|distributed.net Faq-O-Matic : Project: OGR (Optimal Golomb Rulers) : How does the client search for OGRs?|
A brute force OGR search is essentially a set of nested for loops. For example, an OGR-10 search might look like this:
# Best known OGR-10 is of length 55, so don't search past that For A1 = 1 to 55-OGR # OGR is the length of the optimum 9-mark ruler For A2 = A1 to 55-OGR For A3 = A2 to 55-OGR ... For A10 = A9 to 55 Does A1 thru A10 form an OGR? If so, we have a new best OGR! Next A10 ... Next A3 Next A2 Next A1
Of course, this is a highly simplistic view, and there are many tricks that can be used to narrow the search. One important thing to note is that as the outer loop variables get large, the amount of time spent in the inner loops decreases drastically.
For distributed.net, these for loops are split between the client and the master. The master will generate a stub of a ruler, such as '25/6-5-8-21-15-3'. This tells the client that it should work on a 25 mark ruler, with A1=6, A2=5, A3=8, A4=21, A5=15, and A6=3.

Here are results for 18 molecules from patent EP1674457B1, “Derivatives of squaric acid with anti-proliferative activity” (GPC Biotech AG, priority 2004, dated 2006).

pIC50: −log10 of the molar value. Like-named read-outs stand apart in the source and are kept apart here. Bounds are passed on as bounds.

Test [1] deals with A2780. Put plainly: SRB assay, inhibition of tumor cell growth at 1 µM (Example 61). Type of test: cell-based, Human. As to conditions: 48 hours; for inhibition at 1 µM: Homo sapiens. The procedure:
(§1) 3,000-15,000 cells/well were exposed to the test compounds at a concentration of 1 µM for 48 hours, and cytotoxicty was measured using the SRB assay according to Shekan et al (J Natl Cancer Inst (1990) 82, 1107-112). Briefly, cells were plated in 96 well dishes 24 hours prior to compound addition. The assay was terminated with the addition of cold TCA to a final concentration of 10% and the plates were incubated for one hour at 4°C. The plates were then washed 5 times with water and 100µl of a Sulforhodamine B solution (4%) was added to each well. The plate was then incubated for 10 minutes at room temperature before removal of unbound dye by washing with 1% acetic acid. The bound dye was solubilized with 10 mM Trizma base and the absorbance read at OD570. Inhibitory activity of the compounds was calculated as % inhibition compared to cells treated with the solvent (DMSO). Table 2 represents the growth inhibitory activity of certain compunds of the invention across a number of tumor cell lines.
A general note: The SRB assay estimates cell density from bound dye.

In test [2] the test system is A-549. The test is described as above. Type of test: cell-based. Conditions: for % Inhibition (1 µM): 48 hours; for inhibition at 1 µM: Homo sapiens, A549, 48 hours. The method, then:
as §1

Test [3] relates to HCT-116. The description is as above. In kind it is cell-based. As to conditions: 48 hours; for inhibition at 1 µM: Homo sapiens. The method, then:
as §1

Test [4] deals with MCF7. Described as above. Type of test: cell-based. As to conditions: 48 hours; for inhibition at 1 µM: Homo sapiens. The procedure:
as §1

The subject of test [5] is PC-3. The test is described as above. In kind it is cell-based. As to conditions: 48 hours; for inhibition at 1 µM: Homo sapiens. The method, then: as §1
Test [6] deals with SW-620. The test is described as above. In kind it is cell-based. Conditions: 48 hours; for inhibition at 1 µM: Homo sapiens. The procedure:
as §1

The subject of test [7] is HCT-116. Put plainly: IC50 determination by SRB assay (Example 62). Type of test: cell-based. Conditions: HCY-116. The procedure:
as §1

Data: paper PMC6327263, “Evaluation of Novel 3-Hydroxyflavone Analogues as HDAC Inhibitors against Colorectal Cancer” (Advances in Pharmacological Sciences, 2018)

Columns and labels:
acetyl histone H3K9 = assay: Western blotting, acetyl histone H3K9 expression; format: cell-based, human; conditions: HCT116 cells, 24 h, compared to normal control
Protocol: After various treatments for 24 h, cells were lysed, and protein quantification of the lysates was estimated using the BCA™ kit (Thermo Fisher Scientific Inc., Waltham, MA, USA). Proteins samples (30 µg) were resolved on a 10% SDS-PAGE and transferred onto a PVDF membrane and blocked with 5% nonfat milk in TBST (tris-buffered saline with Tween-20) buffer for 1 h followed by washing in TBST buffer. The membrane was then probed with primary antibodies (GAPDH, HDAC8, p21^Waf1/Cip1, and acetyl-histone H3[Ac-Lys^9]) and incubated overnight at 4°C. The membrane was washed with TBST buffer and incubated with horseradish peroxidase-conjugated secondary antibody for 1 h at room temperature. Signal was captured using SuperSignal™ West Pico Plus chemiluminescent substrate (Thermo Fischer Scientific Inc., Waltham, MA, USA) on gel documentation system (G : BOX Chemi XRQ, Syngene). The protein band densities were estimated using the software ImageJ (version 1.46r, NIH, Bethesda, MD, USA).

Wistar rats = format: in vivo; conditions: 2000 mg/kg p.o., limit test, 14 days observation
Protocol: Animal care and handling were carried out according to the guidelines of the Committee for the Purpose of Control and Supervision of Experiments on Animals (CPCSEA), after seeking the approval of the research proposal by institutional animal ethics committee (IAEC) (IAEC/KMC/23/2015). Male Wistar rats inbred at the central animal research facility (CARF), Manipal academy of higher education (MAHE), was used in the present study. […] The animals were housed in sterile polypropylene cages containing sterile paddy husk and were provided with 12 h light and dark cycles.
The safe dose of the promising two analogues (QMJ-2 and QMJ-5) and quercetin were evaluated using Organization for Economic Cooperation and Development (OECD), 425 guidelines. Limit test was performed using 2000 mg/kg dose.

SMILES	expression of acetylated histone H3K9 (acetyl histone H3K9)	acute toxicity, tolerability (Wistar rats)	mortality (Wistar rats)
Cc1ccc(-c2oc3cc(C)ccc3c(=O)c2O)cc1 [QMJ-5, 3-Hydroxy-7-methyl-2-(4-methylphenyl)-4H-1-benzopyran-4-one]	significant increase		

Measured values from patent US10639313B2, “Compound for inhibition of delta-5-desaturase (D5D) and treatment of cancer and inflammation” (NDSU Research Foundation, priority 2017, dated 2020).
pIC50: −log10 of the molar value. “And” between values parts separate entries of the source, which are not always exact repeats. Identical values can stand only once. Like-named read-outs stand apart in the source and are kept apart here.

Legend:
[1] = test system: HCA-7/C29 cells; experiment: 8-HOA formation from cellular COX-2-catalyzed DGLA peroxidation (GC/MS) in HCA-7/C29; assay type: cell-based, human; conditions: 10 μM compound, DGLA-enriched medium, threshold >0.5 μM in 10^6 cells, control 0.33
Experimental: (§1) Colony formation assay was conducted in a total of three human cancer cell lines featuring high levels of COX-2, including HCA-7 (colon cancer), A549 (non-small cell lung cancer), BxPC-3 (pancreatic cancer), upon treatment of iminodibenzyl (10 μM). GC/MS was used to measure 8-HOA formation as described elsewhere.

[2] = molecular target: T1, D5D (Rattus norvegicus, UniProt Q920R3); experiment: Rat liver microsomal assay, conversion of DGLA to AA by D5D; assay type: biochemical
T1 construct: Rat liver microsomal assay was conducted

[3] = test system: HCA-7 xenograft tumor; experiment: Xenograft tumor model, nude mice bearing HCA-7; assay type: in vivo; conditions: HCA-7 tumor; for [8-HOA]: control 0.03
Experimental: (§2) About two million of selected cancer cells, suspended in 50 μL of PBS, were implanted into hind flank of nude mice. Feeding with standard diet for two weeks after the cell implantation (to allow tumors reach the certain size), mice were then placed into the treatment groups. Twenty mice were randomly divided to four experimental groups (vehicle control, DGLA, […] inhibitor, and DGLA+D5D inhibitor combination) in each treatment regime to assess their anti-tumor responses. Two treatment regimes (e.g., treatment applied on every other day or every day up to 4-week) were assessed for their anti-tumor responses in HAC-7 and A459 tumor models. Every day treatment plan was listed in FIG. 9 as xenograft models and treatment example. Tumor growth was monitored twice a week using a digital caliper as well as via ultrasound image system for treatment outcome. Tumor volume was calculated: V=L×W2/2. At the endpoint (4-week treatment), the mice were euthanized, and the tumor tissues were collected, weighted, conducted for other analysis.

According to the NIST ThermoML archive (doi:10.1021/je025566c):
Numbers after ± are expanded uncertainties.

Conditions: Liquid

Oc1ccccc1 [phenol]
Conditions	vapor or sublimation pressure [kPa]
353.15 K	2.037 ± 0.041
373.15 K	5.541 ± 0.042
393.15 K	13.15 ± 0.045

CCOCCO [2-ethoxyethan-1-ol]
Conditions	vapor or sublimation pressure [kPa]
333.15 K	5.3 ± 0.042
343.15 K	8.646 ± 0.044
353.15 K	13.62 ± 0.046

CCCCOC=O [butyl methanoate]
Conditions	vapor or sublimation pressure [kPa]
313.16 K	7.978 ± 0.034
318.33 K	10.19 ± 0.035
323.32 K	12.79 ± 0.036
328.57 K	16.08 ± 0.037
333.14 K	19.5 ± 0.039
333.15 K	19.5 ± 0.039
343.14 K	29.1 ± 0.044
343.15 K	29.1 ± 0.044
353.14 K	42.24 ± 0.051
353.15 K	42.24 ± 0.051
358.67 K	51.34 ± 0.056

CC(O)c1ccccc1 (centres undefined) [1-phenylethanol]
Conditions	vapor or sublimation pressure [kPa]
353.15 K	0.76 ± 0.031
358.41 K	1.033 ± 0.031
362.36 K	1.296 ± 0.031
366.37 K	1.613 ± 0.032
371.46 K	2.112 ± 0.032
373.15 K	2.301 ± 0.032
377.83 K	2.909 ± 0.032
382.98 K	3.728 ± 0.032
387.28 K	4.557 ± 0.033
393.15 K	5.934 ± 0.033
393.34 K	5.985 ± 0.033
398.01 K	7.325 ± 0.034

Part of what the master does when generating stubs is limit the size of the stub. If this was not done, the number of stubs (and thus the amount of data the master would have to track) would be far larger than it currently is. More important, if initial stub size wasn't limited, many stubs would be generated that would take minutes or even seconds for a client to search. This would create a unacceptably large load on the network.
Greg Hewgill has a page that describes distributed.net's OGR implimentation in a bit more detail.
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